| 1:32 pm on Jan 13, 2010 (gmt 0)|
I can't answer your specific question, but I'm wondering if these pings really create permanent links that could help improve rankings. Maybe it depends on what gets pinged, but I've done some manual pings that didn't appear to create any permanent links at all.
| 3:54 pm on Jan 13, 2010 (gmt 0)|
|but I've done some manual pings that didn't appear to create any permanent links at all. |
Me too. I manage those 2 blogs and also created BETA blogs to test this feature. It works. Anyway manual pings don't work the same, I bet it depends on those services identifying "something" on the blogs. I already have my own RSS feed too and it makes no difference.
Discrimination makes sense as the major ping service is owned by the same people of wordpress. It makes sense they promote their own technology.
| 9:42 pm on Jan 13, 2010 (gmt 0)|
I've been weighing up WordPress vs my own custom blogging software for a few sites and the 'Ping' factor is something that I'm concerned with too. With WP you can just add certain sites in your control panel and it's taken care of, but as far as I can see from my reading, all this does is submit XML to a Ping server - and that's something that anyone can do.
Or am I wrong? Are there sites you can't ping unless you use WordPress?
| 1:20 am on Jan 14, 2010 (gmt 0)|
That's the debate. There are sites you can ping to without using wordpress (ej direct propietary form submit or your own ping) but it doesn't work. The effect of wordpress is faster. What's the difference?
| 9:49 am on Jan 14, 2010 (gmt 0)|
I'm not a programmer so I don't know what a Ping contains, if there is a standard format you have to follow or if it varies according to the blog search engine or aggregator.
If there is a difference, and sites favour pings from WordPress, how do they do this?
1) because there is some sort of digital signature that tells them that the site in question uses the WordPress CMS?
2) because they favour certain urls or IPs so if you use WordPress on your own domain you don't have an advantage but if you use their hosted service (or another big blogging system) you do?
| 2:41 pm on Jan 14, 2010 (gmt 0)|
FranticFish, I think of #1, still trying to figure out what makes the difference.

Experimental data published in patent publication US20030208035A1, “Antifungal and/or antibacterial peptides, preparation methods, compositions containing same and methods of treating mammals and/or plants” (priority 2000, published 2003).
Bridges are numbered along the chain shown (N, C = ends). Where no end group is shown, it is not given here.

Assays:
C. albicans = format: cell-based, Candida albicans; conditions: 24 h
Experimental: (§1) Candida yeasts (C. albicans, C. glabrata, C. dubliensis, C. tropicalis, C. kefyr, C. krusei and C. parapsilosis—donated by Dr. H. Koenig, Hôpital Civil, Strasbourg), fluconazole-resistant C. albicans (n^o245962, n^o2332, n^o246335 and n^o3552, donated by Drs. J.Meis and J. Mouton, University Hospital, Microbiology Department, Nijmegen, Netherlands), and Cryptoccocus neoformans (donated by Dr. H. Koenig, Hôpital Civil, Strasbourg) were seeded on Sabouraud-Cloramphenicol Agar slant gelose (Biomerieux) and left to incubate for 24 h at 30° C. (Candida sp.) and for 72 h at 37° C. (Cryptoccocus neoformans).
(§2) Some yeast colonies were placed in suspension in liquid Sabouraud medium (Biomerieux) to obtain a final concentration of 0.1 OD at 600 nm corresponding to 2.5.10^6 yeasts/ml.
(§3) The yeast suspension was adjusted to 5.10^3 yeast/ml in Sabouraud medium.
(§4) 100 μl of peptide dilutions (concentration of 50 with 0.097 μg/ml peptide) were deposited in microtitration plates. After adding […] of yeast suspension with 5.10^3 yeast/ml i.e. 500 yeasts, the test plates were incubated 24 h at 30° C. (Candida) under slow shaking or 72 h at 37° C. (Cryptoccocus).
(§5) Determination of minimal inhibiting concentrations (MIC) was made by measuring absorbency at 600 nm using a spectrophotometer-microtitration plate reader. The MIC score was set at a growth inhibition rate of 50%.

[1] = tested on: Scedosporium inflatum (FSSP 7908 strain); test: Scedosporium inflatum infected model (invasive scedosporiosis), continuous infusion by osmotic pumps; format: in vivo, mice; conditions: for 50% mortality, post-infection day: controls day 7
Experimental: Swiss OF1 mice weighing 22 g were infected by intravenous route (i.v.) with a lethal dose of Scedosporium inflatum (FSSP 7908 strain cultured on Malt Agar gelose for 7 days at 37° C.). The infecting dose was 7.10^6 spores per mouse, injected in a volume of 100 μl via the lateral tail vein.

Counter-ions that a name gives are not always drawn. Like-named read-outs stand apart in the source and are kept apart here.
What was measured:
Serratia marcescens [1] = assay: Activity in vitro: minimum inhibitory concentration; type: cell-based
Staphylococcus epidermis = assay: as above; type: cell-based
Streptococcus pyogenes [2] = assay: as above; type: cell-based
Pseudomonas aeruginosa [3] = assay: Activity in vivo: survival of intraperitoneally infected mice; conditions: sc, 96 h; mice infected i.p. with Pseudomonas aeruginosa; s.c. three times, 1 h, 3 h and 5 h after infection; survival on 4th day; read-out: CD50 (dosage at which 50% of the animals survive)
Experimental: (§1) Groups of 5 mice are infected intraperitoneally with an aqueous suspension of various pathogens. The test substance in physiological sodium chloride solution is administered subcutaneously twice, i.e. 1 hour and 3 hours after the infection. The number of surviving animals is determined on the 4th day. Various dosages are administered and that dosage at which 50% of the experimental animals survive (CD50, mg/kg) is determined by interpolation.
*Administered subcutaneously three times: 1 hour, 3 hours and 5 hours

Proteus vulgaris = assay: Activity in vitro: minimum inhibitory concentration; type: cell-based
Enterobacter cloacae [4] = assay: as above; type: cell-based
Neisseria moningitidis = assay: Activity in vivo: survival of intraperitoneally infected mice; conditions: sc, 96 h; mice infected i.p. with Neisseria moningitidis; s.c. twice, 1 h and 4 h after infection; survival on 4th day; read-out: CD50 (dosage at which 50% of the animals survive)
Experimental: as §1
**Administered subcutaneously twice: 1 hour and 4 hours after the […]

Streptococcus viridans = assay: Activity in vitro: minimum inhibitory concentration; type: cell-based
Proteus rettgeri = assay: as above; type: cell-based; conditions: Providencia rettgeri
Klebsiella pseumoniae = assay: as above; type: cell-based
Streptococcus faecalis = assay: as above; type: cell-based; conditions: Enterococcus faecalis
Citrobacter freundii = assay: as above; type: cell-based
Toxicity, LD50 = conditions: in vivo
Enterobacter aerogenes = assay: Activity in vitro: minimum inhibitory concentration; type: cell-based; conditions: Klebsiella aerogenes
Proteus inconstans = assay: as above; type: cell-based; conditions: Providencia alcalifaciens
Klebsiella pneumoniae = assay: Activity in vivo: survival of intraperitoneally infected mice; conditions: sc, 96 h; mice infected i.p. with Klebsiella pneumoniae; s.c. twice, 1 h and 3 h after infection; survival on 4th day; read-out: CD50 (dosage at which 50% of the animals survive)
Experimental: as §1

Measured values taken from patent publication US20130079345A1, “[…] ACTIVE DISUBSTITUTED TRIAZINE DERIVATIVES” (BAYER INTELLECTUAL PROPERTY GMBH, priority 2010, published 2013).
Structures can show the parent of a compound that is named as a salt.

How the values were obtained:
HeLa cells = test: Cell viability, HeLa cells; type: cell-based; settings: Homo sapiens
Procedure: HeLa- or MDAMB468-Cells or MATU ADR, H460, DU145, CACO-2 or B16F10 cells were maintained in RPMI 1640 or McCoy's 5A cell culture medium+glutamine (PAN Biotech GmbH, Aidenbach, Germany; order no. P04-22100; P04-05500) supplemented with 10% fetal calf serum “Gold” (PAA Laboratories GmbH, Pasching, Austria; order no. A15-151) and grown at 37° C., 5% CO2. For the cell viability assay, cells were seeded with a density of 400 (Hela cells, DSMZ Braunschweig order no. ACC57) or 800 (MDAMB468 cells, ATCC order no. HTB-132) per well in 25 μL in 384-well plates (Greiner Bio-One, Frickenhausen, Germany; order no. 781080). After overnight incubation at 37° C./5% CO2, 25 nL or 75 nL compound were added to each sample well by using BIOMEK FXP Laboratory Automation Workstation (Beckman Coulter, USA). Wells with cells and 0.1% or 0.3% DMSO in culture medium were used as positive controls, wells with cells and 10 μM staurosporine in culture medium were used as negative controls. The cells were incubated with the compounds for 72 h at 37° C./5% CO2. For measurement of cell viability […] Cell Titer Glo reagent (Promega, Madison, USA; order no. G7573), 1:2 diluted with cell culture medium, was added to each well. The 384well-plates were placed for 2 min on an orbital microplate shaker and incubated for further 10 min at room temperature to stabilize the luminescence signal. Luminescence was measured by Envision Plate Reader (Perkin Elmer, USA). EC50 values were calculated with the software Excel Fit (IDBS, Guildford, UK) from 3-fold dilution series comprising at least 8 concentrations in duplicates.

| 4:35 pm on Jan 14, 2010 (gmt 0)|
Then set up WordPress to ping you and look at the code you get sent. If there is a digital signature, you could try adding that to your pings to other sites :)
| 4:52 pm on Jan 14, 2010 (gmt 0)|
I tried, adding X url to the ping list and expect wordpress to send the ping, and capture the data via get, post, query string, etc. No luck, zero data captured, but ping sent to the other sites on the list.
| 10:42 pm on Jan 14, 2010 (gmt 0)|
Well I'll be looking into this myself with my programmer within the next week or two, I'll post back if and when I know something.
| 2:27 am on Jan 15, 2010 (gmt 0)|
Thanks FranticFish, I read today that the ping is only a notification and THEN the bots come looking for the XML. I'm already creating some code to test it out. It will be nice to compare experiences.
| 5:40 pm on Jan 15, 2010 (gmt 0)|
- I researched, found texts explaining ping is only a notification and then the bots come to read the site, RSS
- I tried before with my own RSS, no luck
- I tried doing manual pings to pingomatic via form, no luck
- I created a new RSS via PHP, I tested and it validates on the diff services of RSS validation, it complies with the standards
- I found, tested and improved a php script that pings whatever ping sites I feed to it
- I modified my webpages to include the RSS address on it, now to the new rss
- I created new content on a high traffic site of mine who gets indexed every 24-30 hours
- I tested my new ping script
- The script showed the answer of the ping server "everything ok, bla bla"
- Nothing happened
The time to get indexed is the same as if I never sent the ping. Wordpress still beats the time by 5 mins on my other blogs (who never get updates). I'm still confused